Photo Credit: An example of what a Social Network Analysis map looks like. These are the mid-level and strong possibility for collaboration connections between FAC Net members and staff in three cluster groups.

Reflections on a Network Leadership Symposium


As a FAC Net staff co-lead, I thought I was pretty fired up about learning networks. Nope. Not compared to these folks.

“These folks” are 175 nonprofit organization leaders and foundation staff who are interested in solving some of humanity’s most serious problems through network entrepreneurship. I had the pleasure of spending two days with them last month at the Stanford Social Innovation Review Nonprofit Management Institute. It’s an annual event that I’d never heard of, but with its focus this year on network leadership, my supervisor suggested I sign up.

The Power of Networks

I’ve worked with ten or so deliberately designed networks since 2001, but I haven’t always fully appreciated their power or truly understood why they work. David Sawyer summed up the importance of networks nicely:

“We live in a world of problems that are so complex — so tangled up with other problems, so non-linear, ambiguous, and volatile — that they defy solutions and cannot be effectively addressed by any one organization or even by any one sector…. We believe that lasting change and the resolution of these systemic issues is going to require effective collaboration across silos, across organizations, and across sectors, in ways that serve both the self-interests of the participants and the shared interests of the collective.”

Wildfire in the United States is one of those complex problems David was talking about. (Coincidentally, as David addressed the group, the most expensive fire in U.S. history, the Soberanes fire, was burning in the Big Sur region about 100 miles south of us.)

But it’s broader than fire. It was a nice change to spend time with folks who aren’t thinking about fire and conservation 24/7, and to learn more about equally important and urgent issues affecting many, many people. A large percentage of attendees were from the health care and education sectors. The case studies we heard about were from all over the world, and they demonstrated that social impact networks can generate remarkable outcomes across a wide range of issues.

Ernesto Sirolli speaks at the workshop. Courtesy of the Stanford Social Innovation Review.

Ernesto Sirolli was a speaker at the workshop. Courtesy of the Stanford Social Innovation Review.

What I Took Away

Some of my key takeaways are below, but I also encourage you to check out the talks on the SSIR Institute website to find inspiring stories and helpful resources and contacts.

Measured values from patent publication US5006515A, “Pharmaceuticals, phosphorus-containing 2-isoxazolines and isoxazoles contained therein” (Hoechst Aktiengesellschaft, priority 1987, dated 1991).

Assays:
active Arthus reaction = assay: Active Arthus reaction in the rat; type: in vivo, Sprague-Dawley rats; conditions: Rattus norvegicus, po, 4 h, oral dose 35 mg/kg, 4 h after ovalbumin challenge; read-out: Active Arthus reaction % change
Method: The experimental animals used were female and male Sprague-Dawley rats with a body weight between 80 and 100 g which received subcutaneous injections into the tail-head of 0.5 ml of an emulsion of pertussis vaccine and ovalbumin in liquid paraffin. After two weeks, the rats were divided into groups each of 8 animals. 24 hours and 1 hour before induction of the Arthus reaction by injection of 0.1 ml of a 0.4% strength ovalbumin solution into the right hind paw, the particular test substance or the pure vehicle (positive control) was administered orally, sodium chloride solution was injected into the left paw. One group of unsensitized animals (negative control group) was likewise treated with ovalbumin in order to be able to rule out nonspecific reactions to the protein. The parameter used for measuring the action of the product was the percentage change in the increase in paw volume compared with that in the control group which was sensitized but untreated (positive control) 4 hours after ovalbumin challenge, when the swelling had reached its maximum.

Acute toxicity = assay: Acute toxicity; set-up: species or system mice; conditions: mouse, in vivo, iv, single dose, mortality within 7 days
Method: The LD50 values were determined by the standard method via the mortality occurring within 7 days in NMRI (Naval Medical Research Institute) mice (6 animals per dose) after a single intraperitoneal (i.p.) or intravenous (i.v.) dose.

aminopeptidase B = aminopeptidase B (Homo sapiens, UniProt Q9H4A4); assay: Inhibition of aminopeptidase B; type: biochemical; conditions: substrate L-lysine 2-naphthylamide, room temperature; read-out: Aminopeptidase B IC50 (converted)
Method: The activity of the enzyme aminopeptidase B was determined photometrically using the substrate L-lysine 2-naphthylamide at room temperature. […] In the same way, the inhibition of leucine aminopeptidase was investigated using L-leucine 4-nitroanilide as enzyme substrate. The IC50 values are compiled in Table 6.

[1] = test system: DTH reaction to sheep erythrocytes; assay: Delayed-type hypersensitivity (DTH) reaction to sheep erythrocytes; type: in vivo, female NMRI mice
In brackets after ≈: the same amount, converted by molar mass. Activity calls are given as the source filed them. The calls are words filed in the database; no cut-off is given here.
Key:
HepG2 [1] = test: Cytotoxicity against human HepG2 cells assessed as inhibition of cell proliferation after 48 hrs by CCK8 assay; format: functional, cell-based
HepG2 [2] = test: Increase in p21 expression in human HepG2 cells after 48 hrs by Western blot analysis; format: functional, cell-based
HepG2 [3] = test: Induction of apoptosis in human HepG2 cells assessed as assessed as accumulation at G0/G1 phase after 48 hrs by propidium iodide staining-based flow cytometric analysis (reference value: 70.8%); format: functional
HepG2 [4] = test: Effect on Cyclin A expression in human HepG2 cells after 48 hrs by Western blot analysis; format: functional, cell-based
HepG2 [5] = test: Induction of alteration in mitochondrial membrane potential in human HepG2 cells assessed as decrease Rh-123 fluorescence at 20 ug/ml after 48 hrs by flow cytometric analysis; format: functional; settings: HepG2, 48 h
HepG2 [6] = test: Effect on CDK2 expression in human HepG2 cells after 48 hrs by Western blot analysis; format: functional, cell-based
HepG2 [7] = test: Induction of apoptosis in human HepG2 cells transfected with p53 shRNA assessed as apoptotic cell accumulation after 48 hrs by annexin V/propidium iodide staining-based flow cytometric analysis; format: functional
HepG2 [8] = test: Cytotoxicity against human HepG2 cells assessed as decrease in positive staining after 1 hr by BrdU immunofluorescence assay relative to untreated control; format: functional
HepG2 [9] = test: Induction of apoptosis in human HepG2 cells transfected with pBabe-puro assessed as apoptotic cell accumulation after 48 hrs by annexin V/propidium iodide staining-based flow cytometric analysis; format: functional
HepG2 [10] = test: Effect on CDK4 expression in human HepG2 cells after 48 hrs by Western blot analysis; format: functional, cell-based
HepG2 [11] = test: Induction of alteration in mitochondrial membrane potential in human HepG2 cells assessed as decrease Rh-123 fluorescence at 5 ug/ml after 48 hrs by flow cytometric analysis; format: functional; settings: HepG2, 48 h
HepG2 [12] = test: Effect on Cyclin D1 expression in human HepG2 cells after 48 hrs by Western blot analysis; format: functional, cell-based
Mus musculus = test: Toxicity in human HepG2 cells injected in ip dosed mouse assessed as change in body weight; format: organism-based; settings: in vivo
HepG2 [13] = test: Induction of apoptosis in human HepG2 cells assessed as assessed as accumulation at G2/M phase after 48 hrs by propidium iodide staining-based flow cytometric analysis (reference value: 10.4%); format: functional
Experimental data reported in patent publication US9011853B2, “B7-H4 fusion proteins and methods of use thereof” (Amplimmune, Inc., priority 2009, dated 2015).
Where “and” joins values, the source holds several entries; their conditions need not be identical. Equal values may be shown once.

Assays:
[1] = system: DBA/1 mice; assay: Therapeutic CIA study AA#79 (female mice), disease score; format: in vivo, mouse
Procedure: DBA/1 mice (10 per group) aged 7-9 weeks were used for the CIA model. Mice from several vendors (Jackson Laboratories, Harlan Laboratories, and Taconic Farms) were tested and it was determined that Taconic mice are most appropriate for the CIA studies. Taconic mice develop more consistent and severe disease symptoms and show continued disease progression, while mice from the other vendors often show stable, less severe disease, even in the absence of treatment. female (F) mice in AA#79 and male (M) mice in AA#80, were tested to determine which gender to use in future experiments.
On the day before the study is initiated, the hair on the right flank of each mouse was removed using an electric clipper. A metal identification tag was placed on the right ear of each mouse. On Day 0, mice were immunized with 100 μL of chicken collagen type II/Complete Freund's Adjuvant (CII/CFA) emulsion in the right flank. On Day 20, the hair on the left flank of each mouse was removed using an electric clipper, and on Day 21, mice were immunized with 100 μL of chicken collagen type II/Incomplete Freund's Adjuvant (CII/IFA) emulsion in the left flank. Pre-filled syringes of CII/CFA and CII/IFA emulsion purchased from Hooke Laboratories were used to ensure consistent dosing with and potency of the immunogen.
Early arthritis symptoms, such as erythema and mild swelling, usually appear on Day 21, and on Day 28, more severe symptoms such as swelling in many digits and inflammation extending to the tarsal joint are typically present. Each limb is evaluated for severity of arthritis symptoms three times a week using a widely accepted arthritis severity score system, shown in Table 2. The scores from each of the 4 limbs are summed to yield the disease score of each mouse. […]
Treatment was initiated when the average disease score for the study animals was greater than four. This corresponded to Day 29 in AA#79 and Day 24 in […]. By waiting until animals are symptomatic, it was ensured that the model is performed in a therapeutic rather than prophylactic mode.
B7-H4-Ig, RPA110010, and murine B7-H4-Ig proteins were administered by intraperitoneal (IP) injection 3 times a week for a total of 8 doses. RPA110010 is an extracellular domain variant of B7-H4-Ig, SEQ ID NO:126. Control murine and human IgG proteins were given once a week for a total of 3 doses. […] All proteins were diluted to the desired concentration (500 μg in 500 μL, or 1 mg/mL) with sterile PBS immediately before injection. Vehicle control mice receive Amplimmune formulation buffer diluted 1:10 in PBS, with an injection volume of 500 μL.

No egos: Nonprofit leaders seeking to be network entrepreneurs need to set aside their egos, and organizations should focus more on their mission than their brand. Behaving in a “network way” requires organizations to realize it’s not a zero sum game: credit can be shared, and the mission is best served by “being a node instead of a hub,” as Jane Wei-Skillern said. (For a slightly different take on this, see this article by Adene Sacks and Heather McLeod Grant.)

Bottom-up: Another theme was the effectiveness of bottom-up approaches for solving local problems. Several speakers relayed stories about successes that were built on finding passionate people in the places where they wanted to effect change, and investing in them to help create stronger communities.

Relationships: David Ehrlichman and David Sawyer (of Converge for Impact) provided us with some tools for making complex collaborations work. They stressed that members of effective collaboratives don’t need to like one another, but they do need to trust one another. Sawyer and Ehlrichman further explained, “the overlap between a member’s individual priorities and the collective’s shared priorities is what we refer to as the intersection of self-interest and shared-interest, and it is critical to the success of a collaboration.” Throughout their presentation they used the Santa Cruz Mountains Stewardship Network as a case study.

Keep learning: FAC Net was designed using principles from Connecting to Change the World, a book that was cited many times during the meeting. Despite the great insights in that book and others, there’s still a lot to learn about how to best nurture networks. Nevertheless, I came away from the symposium more convinced than ever that FAC Net and the collaborative groups we work with are on a path to make a real difference.

Thanks to Liz Rank for reviewing an initial draft of this post and making significant improvements.

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